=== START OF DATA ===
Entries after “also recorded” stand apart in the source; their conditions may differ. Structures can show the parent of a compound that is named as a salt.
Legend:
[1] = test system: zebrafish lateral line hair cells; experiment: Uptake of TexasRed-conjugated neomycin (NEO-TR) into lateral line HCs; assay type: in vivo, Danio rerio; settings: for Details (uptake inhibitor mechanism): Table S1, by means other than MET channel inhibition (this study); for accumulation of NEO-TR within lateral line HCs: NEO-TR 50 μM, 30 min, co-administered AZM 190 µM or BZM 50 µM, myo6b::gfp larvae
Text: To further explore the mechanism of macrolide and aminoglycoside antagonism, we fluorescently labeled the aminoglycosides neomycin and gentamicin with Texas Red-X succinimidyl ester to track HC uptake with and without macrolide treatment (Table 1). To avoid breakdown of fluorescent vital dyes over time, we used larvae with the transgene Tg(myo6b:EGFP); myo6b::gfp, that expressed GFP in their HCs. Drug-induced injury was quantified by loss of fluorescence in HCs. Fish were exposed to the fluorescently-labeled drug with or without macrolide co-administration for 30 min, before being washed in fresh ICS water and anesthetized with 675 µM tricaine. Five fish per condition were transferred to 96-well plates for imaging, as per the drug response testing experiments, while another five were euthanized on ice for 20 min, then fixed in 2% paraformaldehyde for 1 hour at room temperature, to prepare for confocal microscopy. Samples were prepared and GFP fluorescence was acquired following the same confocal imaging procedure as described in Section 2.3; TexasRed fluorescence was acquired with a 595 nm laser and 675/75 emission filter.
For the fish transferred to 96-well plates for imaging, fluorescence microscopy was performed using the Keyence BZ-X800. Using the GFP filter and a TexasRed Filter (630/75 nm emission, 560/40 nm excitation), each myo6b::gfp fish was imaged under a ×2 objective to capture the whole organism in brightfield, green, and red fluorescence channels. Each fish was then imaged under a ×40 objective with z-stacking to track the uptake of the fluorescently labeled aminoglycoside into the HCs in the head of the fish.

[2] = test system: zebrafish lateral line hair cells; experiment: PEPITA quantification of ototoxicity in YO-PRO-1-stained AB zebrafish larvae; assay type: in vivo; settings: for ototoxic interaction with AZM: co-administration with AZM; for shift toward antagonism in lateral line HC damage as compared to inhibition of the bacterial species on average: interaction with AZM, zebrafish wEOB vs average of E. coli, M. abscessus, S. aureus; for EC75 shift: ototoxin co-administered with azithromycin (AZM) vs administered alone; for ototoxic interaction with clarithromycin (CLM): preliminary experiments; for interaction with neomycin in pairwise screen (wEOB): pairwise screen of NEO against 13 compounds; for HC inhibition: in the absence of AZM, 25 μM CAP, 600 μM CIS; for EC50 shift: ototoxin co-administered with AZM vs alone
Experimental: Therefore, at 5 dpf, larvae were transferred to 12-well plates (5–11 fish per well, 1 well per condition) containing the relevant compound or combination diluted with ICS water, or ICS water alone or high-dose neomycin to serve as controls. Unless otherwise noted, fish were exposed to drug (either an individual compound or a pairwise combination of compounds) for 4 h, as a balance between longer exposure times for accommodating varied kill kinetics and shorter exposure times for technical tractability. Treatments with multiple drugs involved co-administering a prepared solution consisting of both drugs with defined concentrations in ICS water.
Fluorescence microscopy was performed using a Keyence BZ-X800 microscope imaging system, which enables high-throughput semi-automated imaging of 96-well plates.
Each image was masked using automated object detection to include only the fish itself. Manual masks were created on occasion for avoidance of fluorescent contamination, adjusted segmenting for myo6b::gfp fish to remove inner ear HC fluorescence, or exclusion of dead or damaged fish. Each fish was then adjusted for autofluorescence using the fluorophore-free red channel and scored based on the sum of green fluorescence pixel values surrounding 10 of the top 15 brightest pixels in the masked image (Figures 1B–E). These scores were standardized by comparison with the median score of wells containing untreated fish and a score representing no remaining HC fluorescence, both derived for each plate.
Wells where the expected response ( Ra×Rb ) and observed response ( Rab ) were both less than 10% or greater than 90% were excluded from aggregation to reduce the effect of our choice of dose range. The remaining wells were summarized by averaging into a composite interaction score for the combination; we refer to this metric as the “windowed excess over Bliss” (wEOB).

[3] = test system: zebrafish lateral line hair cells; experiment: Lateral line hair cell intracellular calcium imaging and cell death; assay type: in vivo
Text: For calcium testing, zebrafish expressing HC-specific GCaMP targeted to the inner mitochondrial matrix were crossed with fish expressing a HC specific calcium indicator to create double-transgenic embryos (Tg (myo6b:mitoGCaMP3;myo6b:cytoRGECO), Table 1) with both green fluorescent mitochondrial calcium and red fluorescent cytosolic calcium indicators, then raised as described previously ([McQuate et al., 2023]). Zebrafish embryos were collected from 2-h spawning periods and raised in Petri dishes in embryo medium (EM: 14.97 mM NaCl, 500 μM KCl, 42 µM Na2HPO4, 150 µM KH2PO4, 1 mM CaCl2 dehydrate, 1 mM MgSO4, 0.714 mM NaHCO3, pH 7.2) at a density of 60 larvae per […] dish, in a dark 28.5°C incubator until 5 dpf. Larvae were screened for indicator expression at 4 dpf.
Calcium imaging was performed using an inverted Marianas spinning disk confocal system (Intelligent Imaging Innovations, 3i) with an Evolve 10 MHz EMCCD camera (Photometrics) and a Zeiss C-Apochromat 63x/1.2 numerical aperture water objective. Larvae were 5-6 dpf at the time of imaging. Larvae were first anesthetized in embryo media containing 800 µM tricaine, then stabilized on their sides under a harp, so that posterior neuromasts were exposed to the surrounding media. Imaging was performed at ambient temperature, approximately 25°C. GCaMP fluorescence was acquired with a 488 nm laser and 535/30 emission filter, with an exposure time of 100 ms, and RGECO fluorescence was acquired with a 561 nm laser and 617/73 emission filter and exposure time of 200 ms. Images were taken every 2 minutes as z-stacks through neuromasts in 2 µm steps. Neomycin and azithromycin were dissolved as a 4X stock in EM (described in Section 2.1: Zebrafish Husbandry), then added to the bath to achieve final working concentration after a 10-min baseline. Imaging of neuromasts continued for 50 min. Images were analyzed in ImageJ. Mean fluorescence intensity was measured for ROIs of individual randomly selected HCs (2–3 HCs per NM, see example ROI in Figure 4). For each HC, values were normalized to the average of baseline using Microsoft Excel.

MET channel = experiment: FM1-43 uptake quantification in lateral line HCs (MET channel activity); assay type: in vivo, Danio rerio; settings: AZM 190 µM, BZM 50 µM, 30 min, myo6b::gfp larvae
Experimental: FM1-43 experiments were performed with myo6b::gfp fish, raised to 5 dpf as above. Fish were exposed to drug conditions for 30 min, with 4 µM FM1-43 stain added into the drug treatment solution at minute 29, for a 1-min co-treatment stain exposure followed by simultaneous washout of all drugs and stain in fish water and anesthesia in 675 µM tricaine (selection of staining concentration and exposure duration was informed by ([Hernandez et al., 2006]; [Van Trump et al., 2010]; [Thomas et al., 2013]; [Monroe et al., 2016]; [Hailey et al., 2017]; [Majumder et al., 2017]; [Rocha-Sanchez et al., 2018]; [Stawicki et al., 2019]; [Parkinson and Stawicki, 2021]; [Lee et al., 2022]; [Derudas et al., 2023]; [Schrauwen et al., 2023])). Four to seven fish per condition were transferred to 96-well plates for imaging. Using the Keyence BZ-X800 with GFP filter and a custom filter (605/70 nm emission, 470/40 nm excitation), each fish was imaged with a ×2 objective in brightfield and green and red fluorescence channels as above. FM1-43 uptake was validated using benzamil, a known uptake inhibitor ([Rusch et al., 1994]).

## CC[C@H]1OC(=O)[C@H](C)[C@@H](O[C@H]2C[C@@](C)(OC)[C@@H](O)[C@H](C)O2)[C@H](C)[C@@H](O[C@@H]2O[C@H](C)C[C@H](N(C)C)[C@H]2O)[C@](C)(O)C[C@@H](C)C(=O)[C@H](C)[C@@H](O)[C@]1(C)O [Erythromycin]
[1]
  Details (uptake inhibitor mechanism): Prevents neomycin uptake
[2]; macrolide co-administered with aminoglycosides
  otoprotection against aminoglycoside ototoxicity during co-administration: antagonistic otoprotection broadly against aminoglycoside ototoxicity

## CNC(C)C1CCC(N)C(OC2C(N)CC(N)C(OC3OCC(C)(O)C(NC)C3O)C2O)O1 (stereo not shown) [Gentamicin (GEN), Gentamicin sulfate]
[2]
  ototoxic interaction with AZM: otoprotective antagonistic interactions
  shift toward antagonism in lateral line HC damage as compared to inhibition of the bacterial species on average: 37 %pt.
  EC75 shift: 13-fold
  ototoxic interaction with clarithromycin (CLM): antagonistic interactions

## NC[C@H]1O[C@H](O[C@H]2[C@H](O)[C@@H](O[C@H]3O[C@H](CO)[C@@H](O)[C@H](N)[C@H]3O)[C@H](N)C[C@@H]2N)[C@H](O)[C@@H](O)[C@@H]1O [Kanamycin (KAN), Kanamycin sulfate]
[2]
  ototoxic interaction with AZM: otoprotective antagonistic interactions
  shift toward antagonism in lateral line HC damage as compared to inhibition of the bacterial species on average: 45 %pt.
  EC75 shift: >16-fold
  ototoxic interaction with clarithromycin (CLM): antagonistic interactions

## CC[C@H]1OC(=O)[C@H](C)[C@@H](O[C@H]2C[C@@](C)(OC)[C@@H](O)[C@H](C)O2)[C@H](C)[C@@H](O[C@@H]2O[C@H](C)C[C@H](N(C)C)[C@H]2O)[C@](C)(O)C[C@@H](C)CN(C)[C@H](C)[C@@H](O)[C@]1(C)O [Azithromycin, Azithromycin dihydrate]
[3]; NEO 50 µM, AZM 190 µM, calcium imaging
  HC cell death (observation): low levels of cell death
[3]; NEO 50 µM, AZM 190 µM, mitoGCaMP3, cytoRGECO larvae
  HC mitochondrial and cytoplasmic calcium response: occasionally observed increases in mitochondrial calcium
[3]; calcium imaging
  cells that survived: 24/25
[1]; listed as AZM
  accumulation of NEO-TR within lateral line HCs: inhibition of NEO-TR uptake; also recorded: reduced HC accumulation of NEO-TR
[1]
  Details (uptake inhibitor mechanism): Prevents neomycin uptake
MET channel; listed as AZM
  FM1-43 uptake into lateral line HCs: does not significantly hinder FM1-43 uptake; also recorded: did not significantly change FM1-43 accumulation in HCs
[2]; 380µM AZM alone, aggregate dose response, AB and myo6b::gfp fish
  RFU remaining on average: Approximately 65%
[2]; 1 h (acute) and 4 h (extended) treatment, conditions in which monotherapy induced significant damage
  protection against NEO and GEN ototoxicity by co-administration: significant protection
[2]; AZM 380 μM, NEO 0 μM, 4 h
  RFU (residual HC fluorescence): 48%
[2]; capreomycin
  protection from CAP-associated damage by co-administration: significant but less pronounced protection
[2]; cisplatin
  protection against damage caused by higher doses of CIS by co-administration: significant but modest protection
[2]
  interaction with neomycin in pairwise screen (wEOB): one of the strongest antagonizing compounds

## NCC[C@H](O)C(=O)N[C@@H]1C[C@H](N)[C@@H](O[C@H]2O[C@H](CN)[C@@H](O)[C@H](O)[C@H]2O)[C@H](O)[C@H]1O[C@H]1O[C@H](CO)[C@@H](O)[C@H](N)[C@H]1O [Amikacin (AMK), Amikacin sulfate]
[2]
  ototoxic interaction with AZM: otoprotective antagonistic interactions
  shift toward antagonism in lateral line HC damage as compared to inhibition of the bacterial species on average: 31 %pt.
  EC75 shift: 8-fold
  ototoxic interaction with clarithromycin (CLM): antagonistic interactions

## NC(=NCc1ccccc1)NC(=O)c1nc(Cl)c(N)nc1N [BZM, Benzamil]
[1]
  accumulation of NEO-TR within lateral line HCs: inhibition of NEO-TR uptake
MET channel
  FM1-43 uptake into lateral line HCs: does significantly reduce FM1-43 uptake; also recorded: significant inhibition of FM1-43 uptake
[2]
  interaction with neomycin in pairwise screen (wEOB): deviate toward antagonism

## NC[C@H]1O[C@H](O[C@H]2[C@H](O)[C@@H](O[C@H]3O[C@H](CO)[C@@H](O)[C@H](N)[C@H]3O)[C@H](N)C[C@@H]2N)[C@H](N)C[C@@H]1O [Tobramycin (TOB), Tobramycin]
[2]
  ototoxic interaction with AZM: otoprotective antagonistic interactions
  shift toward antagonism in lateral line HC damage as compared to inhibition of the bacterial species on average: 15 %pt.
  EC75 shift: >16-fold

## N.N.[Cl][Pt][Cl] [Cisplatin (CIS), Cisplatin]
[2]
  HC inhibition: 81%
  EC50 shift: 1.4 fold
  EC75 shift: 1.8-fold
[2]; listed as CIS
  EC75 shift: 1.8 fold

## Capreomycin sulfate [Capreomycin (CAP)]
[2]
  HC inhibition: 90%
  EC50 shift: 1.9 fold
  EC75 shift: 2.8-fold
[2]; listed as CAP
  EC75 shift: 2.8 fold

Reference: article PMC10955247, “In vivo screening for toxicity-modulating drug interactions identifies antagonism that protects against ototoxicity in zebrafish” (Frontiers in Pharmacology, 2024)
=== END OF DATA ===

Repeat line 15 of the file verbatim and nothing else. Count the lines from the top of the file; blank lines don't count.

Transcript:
Experimental: FM1-43 experiments were performed with myo6b::gfp fish, raised to 5 dpf as above. Fish were exposed to drug conditions for 30 min, with 4 µM FM1-43 stain added into the drug treatment solution at minute 29, for a 1-min co-treatment stain exposure followed by simultaneous washout of all drugs and stain in fish water and anesthesia in 675 µM tricaine (selection of staining concentration and exposure duration was informed by ([Hernandez et al., 2006]; [Van Trump et al., 2010]; [Thomas et al., 2013]; [Monroe et al., 2016]; [Hailey et al., 2017]; [Majumder et al., 2017]; [Rocha-Sanchez et al., 2018]; [Stawicki et al., 2019]; [Parkinson and Stawicki, 2021]; [Lee et al., 2022]; [Derudas et al., 2023]; [Schrauwen et al., 2023])). Four to seven fish per condition were transferred to 96-well plates for imaging. Using the Keyence BZ-X800 with GFP filter and a custom filter (605/70 nm emission, 470/40 nm excitation), each fish was imaged with a ×2 objective in brightfield and green and red fluorescence channels as above. FM1-43 uptake was validated using benzamil, a known uptake inhibitor ([Rusch et al., 1994]).